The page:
Little’s Law is a powerful tool that relates the amount the work a team is doing and the average lead time of each work item. Basically there are two main applications involving either 1) the input rate of work entering the team, or 2) the throughput of work completed.
In previous posts (Applying Little’s Law in agile games, Why Little’s law works…always) I already explained that Little’s Law is exact and hardly has any assumptions, other than work entering the team (or system).
This post demonstrates this by calculating Little Law at every project day while playing GetKanban.
The video below clearly shows that Little’s Law holds exactly at every project day. For both the input rate and throughput versions. Throughput is based on the subclass of ‘completed’ items.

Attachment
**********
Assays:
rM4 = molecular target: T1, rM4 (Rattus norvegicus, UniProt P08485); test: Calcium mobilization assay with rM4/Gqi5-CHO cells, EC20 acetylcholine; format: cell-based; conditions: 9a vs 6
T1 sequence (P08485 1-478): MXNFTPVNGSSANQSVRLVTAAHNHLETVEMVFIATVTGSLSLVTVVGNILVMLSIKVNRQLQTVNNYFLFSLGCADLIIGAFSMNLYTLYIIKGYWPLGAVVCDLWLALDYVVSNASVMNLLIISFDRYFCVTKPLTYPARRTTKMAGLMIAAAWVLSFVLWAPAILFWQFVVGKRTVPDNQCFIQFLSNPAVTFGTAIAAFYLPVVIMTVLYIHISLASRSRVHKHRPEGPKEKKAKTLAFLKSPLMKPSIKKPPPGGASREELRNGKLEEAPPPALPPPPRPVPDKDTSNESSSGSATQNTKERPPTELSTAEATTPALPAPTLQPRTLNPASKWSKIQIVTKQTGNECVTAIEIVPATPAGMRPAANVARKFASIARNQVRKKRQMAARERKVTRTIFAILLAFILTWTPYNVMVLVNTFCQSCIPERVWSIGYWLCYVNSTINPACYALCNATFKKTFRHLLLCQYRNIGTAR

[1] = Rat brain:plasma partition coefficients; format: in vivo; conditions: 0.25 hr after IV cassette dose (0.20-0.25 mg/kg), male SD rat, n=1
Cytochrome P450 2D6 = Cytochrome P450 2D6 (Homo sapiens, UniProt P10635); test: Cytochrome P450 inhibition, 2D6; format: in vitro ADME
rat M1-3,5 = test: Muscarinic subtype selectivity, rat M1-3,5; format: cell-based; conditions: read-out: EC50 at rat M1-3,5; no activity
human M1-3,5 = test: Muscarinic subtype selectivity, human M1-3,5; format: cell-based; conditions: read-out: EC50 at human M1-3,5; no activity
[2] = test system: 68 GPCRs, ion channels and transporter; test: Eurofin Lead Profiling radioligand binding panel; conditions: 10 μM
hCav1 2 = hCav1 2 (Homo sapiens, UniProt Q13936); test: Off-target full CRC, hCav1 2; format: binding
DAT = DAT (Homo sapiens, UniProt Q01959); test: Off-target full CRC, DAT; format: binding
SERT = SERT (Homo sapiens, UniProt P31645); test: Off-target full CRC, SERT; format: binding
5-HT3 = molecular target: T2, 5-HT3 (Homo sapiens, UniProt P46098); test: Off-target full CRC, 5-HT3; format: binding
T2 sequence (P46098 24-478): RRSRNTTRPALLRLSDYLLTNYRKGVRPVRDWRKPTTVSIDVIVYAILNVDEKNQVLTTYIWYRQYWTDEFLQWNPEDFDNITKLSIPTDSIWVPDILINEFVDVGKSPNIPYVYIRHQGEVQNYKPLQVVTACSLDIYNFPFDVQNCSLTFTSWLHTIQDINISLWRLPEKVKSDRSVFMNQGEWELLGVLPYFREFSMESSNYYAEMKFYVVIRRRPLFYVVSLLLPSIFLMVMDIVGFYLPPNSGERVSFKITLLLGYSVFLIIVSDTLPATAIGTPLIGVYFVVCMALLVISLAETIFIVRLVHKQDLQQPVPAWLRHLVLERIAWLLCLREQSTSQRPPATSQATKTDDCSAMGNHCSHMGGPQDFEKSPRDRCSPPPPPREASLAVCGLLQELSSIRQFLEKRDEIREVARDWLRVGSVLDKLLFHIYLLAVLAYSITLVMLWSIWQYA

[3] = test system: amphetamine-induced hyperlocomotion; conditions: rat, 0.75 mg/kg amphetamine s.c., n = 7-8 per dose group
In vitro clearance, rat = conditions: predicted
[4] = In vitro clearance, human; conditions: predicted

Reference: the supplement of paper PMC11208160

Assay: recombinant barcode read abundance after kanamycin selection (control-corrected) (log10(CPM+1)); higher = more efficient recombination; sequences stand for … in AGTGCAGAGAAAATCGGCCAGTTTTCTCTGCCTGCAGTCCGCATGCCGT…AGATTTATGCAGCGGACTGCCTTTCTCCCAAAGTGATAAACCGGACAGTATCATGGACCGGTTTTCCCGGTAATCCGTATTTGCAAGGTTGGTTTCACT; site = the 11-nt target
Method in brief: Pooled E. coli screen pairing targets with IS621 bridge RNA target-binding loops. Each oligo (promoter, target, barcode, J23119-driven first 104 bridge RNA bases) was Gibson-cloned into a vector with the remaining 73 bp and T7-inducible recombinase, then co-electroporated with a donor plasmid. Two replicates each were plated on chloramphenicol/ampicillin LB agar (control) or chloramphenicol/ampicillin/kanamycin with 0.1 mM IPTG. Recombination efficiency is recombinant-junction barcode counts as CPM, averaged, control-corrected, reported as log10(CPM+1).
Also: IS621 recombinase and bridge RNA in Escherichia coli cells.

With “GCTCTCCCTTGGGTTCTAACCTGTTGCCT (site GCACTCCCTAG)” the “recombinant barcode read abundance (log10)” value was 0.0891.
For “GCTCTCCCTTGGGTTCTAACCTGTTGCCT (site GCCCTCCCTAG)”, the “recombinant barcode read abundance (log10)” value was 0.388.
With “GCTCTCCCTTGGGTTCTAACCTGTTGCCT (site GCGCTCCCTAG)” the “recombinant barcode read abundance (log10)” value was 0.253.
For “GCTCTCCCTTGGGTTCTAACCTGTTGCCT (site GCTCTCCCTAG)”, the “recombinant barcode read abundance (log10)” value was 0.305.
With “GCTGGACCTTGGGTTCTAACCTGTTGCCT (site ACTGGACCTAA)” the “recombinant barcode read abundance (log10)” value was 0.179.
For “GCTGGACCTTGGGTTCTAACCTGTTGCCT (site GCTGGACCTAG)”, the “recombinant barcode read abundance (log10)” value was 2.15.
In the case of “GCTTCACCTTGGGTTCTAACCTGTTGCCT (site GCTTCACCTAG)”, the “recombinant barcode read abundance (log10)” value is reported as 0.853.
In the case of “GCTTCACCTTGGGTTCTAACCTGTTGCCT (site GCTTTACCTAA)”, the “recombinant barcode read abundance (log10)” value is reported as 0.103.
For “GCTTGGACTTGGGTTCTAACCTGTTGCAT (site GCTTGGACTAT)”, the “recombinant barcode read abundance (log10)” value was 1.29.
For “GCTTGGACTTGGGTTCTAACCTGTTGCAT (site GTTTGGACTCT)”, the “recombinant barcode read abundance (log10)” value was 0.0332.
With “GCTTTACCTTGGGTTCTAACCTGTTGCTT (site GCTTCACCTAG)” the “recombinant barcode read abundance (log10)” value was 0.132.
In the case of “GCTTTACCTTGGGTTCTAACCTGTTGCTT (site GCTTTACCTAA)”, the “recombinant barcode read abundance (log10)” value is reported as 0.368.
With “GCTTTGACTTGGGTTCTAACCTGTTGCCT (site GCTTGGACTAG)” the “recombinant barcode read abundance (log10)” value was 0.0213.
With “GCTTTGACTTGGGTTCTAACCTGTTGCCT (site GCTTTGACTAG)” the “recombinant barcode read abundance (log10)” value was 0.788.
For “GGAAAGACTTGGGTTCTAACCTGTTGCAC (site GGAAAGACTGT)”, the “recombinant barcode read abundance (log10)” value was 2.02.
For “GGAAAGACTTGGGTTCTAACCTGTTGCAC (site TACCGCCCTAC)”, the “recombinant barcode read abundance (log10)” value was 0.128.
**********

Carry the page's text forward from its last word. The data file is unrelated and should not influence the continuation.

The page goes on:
E.g. on the yellow post-it the product of lambda and W equals N on every project day.
The set-up is that we run the GetKanban game from day 9 through day 24. The video will show on the right hand side the board and charts whereas the left hand side shows the so-called ‘sample path’ and Little’s Law calculation for both input rate (yellow post-it) and throughput (green post-it).
Sample Path. The horizontal axis shows the project day running from 9 till 24. The vertical axis shows the work item: each row represents a item on the board.
The black boxes mark the days that the work in on the board. For example, item 8 was in the system on project day 9 and completed at the end of project day 12 where it was deployed.
The collection of all black boxes is called a ‘Sample Path’.
Little’s Law. The average number of items in the system (N) is show on top. This is an average over the project days. Here W denotes the average lead-time of the items. This is an average taken over all work items.
Input rate: on the yellow post-it the Greek lambda indicates the average number of work per day entering the system.
Throughput: the green post-it indicates the average work per day completed. This is indicated by the Greek mu.
Note: the numbers on the green post-it are obtained by considering only the subclass of work that is completed (the red boxes).